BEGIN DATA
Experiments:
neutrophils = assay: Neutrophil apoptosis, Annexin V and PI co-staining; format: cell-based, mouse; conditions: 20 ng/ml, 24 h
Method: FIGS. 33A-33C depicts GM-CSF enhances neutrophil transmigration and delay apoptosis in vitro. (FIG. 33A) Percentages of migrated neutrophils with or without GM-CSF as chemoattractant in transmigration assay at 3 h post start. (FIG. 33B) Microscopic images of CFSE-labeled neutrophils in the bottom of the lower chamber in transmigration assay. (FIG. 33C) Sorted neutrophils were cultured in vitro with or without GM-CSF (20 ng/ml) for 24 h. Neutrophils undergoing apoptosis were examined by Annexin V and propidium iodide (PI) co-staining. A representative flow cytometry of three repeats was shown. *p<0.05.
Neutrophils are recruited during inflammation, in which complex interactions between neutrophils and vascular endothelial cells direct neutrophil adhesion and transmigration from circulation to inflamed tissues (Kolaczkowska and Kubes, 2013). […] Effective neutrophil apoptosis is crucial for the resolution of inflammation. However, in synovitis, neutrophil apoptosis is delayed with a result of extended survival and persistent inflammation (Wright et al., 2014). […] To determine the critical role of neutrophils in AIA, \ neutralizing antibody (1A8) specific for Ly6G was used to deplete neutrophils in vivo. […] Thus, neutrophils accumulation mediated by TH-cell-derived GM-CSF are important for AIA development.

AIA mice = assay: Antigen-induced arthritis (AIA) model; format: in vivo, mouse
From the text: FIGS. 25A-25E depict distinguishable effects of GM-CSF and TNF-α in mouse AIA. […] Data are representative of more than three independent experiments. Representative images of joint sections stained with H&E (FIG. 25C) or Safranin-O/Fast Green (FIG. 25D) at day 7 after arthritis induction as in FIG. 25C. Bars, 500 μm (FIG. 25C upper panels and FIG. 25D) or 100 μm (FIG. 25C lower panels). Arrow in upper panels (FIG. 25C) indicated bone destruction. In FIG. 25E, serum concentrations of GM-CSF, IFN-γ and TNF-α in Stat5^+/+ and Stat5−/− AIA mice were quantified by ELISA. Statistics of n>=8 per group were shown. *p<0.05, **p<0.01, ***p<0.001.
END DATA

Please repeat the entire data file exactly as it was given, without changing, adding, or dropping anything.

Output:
Experiments:
neutrophils = assay: Neutrophil apoptosis, Annexin V and PI co-staining; format: cell-based, mouse; conditions: 20 ng/ml, 24 h
Method: FIGS. 33A-33C depicts GM-CSF enhances neutrophil transmigration and delay apoptosis in vitro. (FIG. 33A) Percentages of migrated neutrophils with or without GM-CSF as chemoattractant in transmigration assay at 3 h post start. (FIG. 33B) Microscopic images of CFSE-labeled neutrophils in the bottom of the lower chamber in transmigration assay. (FIG. 33C) Sorted neutrophils were cultured in vitro with or without GM-CSF (20 ng/ml) for 24 h. Neutrophils undergoing apoptosis were examined by Annexin V and propidium iodide (PI) co-staining. A representative flow cytometry of three repeats was shown. *p<0.05.
Neutrophils are recruited during inflammation, in which complex interactions between neutrophils and vascular endothelial cells direct neutrophil adhesion and transmigration from circulation to inflamed tissues (Kolaczkowska and Kubes, 2013). […] Effective neutrophil apoptosis is crucial for the resolution of inflammation. However, in synovitis, neutrophil apoptosis is delayed with a result of extended survival and persistent inflammation (Wright et al., 2014). […] To determine the critical role of neutrophils in AIA, \ neutralizing antibody (1A8) specific for Ly6G was used to deplete neutrophils in vivo. […] Thus, neutrophils accumulation mediated by TH-cell-derived GM-CSF are important for AIA development.

AIA mice = assay: Antigen-induced arthritis (AIA) model; format: in vivo, mouse
From the text: FIGS. 25A-25E depict distinguishable effects of GM-CSF and TNF-α in mouse AIA. […] Data are representative of more than three independent experiments. Representative images of joint sections stained with H&E (FIG. 25C) or Safranin-O/Fast Green (FIG. 25D) at day 7 after arthritis induction as in FIG. 25C. Bars, 500 μm (FIG. 25C upper panels and FIG. 25D) or 100 μm (FIG. 25C lower panels). Arrow in upper panels (FIG. 25C) indicated bone destruction. In FIG. 25E, serum concentrations of GM-CSF, IFN-γ and TNF-α in Stat5^+/+ and Stat5−/− AIA mice were quantified by ELISA. Statistics of n>=8 per group were shown. *p<0.05, **p<0.01, ***p<0.001.